By Bill Scott, founder of StoreReport LLC & Scott Systems Inc.
In 2004, I was forcefully ejected from a place of business. I believe that this was the first, and only, time I have experienced such a thing.
I had been asked by my convenience store customer to visit a beer distributor as a representative from his company, to tell the distributor about our plans to begin ordering the products we needed through a process of carefully analyzing sales, thereby ordering only what we felt we could sell between delivery cycles.
What the distributor heard was:
Presales people would no longer be required to come to the stores and look for places to warehouse the supplier’s mistakes
No, of course I didn’t put it like that, but understandably I had irritated a nerve, and that is the way he chose to perceive it as he proceeded to show me the door. He then called my customer and told him that I was never to reenter his establishment for any reason whatsoever.
I can’t say I was totally surprised, because I had sensed the practice of employing pre-salespeople had evolved from its beginnings of being a service to assists the retailers, into a carte blanche invitation to use the customers’ stores for warehouses, in order to over report the distributors’ quarterly financial statements.
Needless to say, I quickly developed a strong dislike for all distributors, and considered going on a crusade to expose their dictatorial habits to the entire industry. But a strange thing happened along the way. I cultivated a strong empathy for distributors, and I’ll tell you why.
It is not the distributor’s fault
Looking back to the late 70s, when I began writing software for the industry, most of my customers owned gasoline stations, or had customers that owned gasoline stations and convenience stores. In fact, large convenience store companies were not that common in those days. There were a few large companies like 7-Eleven and Circle K, and some lesser sized regionals, but the spurt in the industry started when wholesale fuel distributors, seeing the success of companies like the Southland Corp., decided to seek out additional outlets for their gasoline and diesel sales.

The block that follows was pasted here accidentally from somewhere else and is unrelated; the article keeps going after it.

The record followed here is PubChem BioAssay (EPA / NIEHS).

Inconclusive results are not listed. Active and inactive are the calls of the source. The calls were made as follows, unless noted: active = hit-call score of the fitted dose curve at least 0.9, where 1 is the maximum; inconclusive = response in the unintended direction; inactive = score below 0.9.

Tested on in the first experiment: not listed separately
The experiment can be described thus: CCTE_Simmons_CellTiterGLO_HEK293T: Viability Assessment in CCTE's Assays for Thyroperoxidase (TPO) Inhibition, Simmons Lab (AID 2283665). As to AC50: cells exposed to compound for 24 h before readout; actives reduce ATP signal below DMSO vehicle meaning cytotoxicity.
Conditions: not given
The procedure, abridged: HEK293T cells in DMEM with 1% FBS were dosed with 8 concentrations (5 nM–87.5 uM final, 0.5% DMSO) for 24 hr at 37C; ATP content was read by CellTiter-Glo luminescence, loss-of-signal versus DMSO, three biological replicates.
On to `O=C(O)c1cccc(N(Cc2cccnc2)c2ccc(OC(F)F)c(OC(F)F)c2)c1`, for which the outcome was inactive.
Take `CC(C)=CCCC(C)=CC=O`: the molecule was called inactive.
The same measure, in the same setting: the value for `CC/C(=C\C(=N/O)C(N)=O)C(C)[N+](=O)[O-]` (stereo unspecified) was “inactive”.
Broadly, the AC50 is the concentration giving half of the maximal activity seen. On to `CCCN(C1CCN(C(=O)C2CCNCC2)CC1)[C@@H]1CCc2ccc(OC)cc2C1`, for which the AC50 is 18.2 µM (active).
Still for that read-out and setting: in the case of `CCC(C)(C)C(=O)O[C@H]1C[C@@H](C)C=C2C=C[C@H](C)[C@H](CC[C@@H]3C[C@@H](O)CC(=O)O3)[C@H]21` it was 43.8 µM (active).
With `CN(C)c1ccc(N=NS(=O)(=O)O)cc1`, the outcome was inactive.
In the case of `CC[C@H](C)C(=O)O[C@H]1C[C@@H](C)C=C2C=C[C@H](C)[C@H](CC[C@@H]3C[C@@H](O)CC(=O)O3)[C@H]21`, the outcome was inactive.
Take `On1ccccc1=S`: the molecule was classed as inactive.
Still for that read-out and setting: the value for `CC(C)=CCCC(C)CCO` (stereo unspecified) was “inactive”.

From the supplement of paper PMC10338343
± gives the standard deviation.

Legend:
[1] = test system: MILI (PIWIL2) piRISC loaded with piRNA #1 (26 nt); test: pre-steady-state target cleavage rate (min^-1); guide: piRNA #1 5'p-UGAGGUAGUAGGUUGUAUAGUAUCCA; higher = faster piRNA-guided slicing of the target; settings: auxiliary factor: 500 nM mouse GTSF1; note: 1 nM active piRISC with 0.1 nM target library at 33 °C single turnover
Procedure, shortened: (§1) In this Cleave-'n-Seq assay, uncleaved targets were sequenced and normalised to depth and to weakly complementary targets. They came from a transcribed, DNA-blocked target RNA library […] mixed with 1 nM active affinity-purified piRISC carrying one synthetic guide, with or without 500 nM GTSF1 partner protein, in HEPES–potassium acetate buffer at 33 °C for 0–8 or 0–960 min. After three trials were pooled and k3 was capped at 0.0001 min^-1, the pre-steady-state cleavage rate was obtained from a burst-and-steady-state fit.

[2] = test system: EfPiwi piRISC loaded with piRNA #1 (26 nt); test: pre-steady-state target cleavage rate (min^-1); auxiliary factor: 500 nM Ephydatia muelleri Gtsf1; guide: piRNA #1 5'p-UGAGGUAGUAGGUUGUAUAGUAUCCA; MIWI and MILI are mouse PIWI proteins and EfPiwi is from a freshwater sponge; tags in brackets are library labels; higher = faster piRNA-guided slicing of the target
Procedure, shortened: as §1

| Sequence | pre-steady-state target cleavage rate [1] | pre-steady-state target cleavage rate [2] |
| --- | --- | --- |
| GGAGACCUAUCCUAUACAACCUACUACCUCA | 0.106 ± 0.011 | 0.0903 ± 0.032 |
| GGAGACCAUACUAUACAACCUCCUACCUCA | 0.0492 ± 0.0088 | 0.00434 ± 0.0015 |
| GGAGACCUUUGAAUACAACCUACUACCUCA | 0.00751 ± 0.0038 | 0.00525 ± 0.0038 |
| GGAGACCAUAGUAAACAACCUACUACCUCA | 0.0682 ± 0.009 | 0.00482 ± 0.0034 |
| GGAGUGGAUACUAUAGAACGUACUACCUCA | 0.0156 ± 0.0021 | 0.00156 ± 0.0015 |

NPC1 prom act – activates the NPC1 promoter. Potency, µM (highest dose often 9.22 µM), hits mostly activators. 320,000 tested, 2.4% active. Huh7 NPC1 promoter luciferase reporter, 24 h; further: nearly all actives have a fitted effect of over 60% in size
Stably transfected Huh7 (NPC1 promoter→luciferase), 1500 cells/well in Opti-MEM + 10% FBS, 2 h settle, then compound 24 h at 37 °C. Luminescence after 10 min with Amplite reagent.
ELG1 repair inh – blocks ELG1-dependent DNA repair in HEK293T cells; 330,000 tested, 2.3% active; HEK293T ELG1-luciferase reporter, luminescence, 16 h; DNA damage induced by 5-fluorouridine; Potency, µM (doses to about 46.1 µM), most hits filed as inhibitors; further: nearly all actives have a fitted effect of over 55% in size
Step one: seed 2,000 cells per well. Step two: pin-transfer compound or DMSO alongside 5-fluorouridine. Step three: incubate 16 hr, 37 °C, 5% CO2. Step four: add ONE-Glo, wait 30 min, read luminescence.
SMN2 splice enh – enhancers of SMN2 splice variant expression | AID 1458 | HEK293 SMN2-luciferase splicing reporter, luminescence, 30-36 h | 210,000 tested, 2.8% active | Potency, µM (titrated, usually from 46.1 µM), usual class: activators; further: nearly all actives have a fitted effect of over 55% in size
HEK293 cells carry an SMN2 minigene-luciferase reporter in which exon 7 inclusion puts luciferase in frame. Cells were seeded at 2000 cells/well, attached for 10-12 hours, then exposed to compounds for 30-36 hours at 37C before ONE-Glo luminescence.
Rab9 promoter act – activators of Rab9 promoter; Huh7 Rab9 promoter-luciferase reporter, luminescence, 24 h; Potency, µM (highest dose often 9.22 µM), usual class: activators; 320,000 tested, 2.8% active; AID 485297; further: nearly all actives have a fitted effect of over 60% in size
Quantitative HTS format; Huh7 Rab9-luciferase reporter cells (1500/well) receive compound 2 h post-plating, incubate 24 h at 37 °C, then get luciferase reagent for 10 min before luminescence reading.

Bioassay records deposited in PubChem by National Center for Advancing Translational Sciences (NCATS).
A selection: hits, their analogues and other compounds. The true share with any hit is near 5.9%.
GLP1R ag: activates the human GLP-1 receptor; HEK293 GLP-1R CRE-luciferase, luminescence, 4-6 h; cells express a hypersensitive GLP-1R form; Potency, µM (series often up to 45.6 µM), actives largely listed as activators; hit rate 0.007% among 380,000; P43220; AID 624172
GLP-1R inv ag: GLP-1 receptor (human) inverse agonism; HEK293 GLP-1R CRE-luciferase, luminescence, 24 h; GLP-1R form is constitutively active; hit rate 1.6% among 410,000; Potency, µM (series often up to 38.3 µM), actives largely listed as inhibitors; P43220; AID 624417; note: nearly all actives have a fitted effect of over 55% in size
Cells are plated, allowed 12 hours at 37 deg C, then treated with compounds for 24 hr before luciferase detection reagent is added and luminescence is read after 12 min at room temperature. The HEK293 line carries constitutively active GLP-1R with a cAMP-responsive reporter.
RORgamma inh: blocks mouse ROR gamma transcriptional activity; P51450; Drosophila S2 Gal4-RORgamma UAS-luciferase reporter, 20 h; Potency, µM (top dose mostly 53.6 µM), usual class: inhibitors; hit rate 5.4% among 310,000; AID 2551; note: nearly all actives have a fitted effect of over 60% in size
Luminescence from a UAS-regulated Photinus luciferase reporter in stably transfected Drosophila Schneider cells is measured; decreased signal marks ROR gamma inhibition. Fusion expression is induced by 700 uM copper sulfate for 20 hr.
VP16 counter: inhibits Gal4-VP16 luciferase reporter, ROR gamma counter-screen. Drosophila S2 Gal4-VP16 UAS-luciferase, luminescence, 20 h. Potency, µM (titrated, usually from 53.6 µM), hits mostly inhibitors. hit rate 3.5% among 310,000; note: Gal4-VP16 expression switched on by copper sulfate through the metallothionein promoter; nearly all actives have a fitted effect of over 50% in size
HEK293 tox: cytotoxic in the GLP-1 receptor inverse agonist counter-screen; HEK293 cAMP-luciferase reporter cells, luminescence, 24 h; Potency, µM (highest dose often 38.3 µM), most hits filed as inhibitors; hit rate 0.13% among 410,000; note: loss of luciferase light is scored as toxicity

When Shell Oil started selling oil to Walmart in the early 80s, wholesale fuel distributors fell upon hard times, and many were desperate to stop the bleeding in their financial statements. The wholesale oil and fuel industry began going through a process of consolidation. Most of my fuel oil customers from the 80s have either died or gone for other reasons. The ones that are left are considered convenience store owners today.
Clueless about retail
Knowing little to nothing about the retail industry, those fuel and oil wholesalers approached grocery distributors for help.
“Hey, we don’t know anything about the grocery business,” they admitted. “Can you help us?”
Reluctantly, the distributors agreed to provide a means of assisting these new retailers in stocking their stores, and to keep them stocked. Having no way of knowing what their retailers were actually selling, most of them just resent the same items that were sent on the last delivery, and that’s why you will find 2-3 YEARS worth of some items decaying in convenience stores this very minute. Most convenience stores have twice the inventory needed to meet customer service levels, but the bulk of the industry is clueless as to how to solve the problem.
What my experiences have taught me
There is one lesson I have learned during my 37 years as a provider of software and services to the convenience store industry. If you do something for someone more than once, they will continue to expect you to do the same thing until they have delegated their jobs away completely. Then the business is faced with having no one in the company who understands the process.
Through the process of evolution, these grocery suppliers were expected to provide more and more services than they agreed to at the onset, and the relationship between grocery distributors has all but collapsed into a finger-pointing situation.
Few convenience store companies have taken the initiative to manage their own inventory properly, and their distributors are incapable of providing the services really required to keep their retailers happy. Sixty-five percent of supplier invoices are in error, and each error cost as much as $400 to reconcile. One little disagreement can cause a retailer to swap grocery distributors, and result in the loss of millions of dollars a year in revenues for the distributor. Of course, the retailer rarely gains anything by changing, because the new supplier is going to overstate his capabilities to get the business, and the vicious cycle goes on forever.
Back to my story
Consequently in 2004, as the distributor was in the process of showing me the door, he pictured the loss of control he had somehow managed to acquire over the past three decades from being expected to do things he was incapable of doing well, and when I suggested he would no longer be required to perform that part of his services for his customer, he suffered a complete emotional meltdown, and decided to make his stand. The distributor felt abused, and the retailer began to see the faults in the distributor’s service, but both the distributor and the retailer were wrong in their assessment of things.
I learned a lot from that experience, but the most important thing I have learned is the resistance to change comes from the fear of losing control, and the resulting reaction can be both destructive and totally unpredictable.